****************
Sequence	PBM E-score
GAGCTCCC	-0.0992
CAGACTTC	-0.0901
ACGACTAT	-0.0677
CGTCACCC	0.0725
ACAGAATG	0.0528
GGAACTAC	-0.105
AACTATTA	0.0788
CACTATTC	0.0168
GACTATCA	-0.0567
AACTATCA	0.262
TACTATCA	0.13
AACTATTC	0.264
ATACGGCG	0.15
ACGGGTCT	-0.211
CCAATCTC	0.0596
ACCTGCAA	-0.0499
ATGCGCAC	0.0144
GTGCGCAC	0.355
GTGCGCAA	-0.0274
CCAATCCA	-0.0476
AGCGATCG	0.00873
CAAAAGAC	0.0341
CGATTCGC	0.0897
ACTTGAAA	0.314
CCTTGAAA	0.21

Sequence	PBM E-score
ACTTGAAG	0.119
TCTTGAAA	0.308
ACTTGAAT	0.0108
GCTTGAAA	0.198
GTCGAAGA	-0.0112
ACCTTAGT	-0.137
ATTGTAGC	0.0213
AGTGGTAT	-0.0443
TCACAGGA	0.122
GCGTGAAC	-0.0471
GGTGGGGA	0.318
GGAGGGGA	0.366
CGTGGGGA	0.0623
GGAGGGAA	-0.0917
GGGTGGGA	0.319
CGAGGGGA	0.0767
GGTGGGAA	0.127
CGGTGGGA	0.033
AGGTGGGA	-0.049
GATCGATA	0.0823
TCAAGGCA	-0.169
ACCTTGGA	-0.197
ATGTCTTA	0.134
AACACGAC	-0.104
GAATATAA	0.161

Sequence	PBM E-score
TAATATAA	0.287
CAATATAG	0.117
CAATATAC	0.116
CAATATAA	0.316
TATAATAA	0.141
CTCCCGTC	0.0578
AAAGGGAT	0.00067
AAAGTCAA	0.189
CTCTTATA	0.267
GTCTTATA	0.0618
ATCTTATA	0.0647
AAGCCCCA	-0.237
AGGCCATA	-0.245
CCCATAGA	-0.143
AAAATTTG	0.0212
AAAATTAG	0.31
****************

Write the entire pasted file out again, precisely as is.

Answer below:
Sequence	PBM E-score
GAGCTCCC	-0.0992
CAGACTTC	-0.0901
ACGACTAT	-0.0677
CGTCACCC	0.0725
ACAGAATG	0.0528
GGAACTAC	-0.105
AACTATTA	0.0788
CACTATTC	0.0168
GACTATCA	-0.0567
AACTATCA	0.262
TACTATCA	0.13
AACTATTC	0.264
ATACGGCG	0.15
ACGGGTCT	-0.211
CCAATCTC	0.0596
ACCTGCAA	-0.0499
ATGCGCAC	0.0144
GTGCGCAC	0.355
GTGCGCAA	-0.0274
CCAATCCA	-0.0476
AGCGATCG	0.00873
CAAAAGAC	0.0341
CGATTCGC	0.0897
ACTTGAAA	0.314
CCTTGAAA	0.21

Sequence	PBM E-score
ACTTGAAG	0.119
TCTTGAAA	0.308
ACTTGAAT	0.0108
GCTTGAAA	0.198
GTCGAAGA	-0.0112
ACCTTAGT	-0.137
ATTGTAGC	0.0213
AGTGGTAT	-0.0443
TCACAGGA	0.122
GCGTGAAC	-0.0471
GGTGGGGA	0.318
GGAGGGGA	0.366
CGTGGGGA	0.0623
GGAGGGAA	-0.0917
GGGTGGGA	0.319
CGAGGGGA	0.0767
GGTGGGAA	0.127
CGGTGGGA	0.033
AGGTGGGA	-0.049
GATCGATA	0.0823
TCAAGGCA	-0.169
ACCTTGGA	-0.197
ATGTCTTA	0.134
AACACGAC	-0.104
GAATATAA	0.161

Sequence	PBM E-score
TAATATAA	0.287
CAATATAG	0.117
CAATATAC	0.116
CAATATAA	0.316
TATAATAA	0.141
CTCCCGTC	0.0578
AAAGGGAT	0.00067
AAAGTCAA	0.189
CTCTTATA	0.267
GTCTTATA	0.0618
ATCTTATA	0.0647
AAGCCCCA	-0.237
AGGCCATA	-0.245
CCCATAGA	-0.143
AAAATTTG	0.0212
AAAATTAG	0.31